Publishers: Tell your users what they’re getting out of viewing ads
Contributor Ben Barokas discusses how publishers can regain control over their inventory and build better relationships with their readers by explaining the value exchange occurring on ad-supported media.
Despite Facebook’s claim that publisher adoption of Instant Articles has increased by 27 percent since the beginning of 2017, the fact that publishers such as The Guardian have removed their inventory from the platform sends a clear message to the industry: monetization of content through the platform is becoming increasingly challenging, while more needs to be done to build transparency and trust with the most valuable asset of all — the reader.
The consensus of the digital media industry is also supported by a recent report from the Reuters Institute for the Study of Journalism, which reveals that almost half of respondents (46 percent) are more worried than last year about the influence of third-party platforms on the publisher-reader relationship.
With these concerns mounting, how can publishers reclaim control over their inventory while building more robust direct relationships with their readers?
Engaging with audiences
With publishers continually looking for new ways to engage their audience, innovative platforms such as Facebook’s Instant Articles — which allow users to browse content directly within the app rather than linking to the original site — initially presented the perfect opportunity to drive traffic and reach new audiences with faster-loading content.
The first problem with this approach, however, is that publishers have far less control over both the format and the frequency of the ads being served alongside the content. Secondly, as publishers are quickly realizing, they no longer have the same level of access to customer data, which in today’s data-driven world is the key driver of dynamic, personalized advertising.
As a result, advertisers are becoming frustrated as they struggle to achieve a satisfactory ROI, while publishers are left to bear the brunt of this dissatisfaction as they strive to maintain a balance between their audience’s experience and their advertiser’s expectations.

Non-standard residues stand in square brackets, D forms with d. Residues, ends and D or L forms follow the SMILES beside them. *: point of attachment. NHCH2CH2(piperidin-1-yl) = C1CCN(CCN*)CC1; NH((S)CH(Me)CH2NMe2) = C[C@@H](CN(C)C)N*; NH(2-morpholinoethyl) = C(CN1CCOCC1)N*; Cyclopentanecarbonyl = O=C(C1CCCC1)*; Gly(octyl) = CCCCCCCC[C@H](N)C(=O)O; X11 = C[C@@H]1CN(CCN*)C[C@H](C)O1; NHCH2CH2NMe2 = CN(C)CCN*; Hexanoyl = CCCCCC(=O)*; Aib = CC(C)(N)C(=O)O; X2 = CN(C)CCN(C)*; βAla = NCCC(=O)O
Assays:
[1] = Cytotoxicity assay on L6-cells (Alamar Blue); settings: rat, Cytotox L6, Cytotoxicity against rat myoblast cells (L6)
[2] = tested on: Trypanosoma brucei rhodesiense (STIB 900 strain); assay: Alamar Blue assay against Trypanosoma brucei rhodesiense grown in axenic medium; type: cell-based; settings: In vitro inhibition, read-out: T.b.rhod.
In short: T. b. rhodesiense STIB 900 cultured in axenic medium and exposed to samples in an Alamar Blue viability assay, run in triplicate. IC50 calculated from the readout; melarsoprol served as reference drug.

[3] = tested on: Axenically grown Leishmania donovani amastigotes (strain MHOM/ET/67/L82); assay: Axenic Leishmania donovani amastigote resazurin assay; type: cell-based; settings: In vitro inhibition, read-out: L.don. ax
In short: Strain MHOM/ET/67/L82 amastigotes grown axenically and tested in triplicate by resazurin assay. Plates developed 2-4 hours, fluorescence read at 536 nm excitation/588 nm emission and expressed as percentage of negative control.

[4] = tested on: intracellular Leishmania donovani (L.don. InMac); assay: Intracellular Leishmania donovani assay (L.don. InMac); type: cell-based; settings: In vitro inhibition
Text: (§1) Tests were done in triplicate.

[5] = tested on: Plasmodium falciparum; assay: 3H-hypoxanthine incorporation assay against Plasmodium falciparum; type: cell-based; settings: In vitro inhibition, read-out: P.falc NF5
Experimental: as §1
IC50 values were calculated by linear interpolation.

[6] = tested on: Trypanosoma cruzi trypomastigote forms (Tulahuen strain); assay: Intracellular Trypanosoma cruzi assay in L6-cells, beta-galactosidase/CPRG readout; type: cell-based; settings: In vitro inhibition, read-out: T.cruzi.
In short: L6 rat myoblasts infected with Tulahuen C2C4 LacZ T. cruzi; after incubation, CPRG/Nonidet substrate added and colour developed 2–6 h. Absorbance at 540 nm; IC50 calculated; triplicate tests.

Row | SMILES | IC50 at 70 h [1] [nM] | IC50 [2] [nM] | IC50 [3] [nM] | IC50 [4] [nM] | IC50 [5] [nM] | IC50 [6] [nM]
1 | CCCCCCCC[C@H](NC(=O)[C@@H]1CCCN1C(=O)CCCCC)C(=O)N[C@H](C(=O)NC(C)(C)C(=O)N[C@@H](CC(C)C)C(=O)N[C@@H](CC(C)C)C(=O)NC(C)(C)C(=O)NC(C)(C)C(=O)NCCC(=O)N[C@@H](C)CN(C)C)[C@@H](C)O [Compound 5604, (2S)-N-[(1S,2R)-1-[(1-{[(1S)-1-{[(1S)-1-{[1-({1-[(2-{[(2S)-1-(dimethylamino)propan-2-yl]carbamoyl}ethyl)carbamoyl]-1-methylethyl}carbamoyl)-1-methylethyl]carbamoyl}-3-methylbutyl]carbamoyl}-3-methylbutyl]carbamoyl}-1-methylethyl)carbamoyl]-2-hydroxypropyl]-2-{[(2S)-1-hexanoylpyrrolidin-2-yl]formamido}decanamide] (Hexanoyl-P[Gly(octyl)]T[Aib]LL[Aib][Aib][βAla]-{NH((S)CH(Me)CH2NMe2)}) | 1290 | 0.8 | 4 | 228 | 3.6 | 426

Meanwhile, the growing importance being placed on the value exchange between content providers and online users is also calling for a change to the current subscription model. Until now, the media industry has functioned by providing supposedly free content while exposing consumers to some form of advertising.
However, with consumers taking a stance against irrelevant or intrusive advertising, evidenced by the recent rise in the adoption of ad-blocking software, this traditional model is no longer sustainable. Therefore, consumers need to be educated on how their “free” content is in fact funded.
Given the fact that a fifth of the Reuters respondents (21 percent) are aiming to focus on their own sites as the primary means of distributing their content in 2017 — as opposed to only 6 percent intending to focus on third-party distribution — what are the options available to ensure a fair value exchange while driving those all-important engagement levels?
Restoring the value exchange through increased compensation awareness
Throughout 2017, we’ve seen significant efforts devoted to raising awareness around “content compensation” with publishers beginning to communicate directly with their users about the value exchange of viewing ads in return for accessing content. Once the understanding of this exchange is established, publishers can then encourage users to opt in to a variety of compensation choices — dependent on their personal preference.
For example, when entering a site or clicking on an article, users could be asked if, in exchange for an ad-free or ad-light browsing session, they would like to view a display or video ad of their choice, whitelist the particular publication or purchase a subscription.
According to test data from our work with Dennis, up to 57 percent of visitors using ad-blocking software were willing to disable the technology after being presented with direct messages explaining the reasons for the proposed funding model and offering a number of different content compensation options. In addition, almost two-fifths (38 percent) were prepared to whitelist a site in return for accessing premium content.
It may be difficult to know where to start when approaching users directly, but methods such as A/B testing can help determine the most effective combination of message text and/or compensation options depending on the individual user to ensure optimum engagement levels across the entire audience — as well as increase readership levels in the long term.
Ultimately, having access to this first-party data means that publishers and advertisers have a much better understanding of the type of editorial content or ads an individual user may like to view based on his or her preferences — which simply isn’t possible via platforms such as Instant Articles.
As publishers vote with their feet in 2017, regaining control of the publisher-audience relationship is clearly a priority. And by communicating directly with users through open and upfront messaging, publishers may well be surprised how positive the reader response proves to be.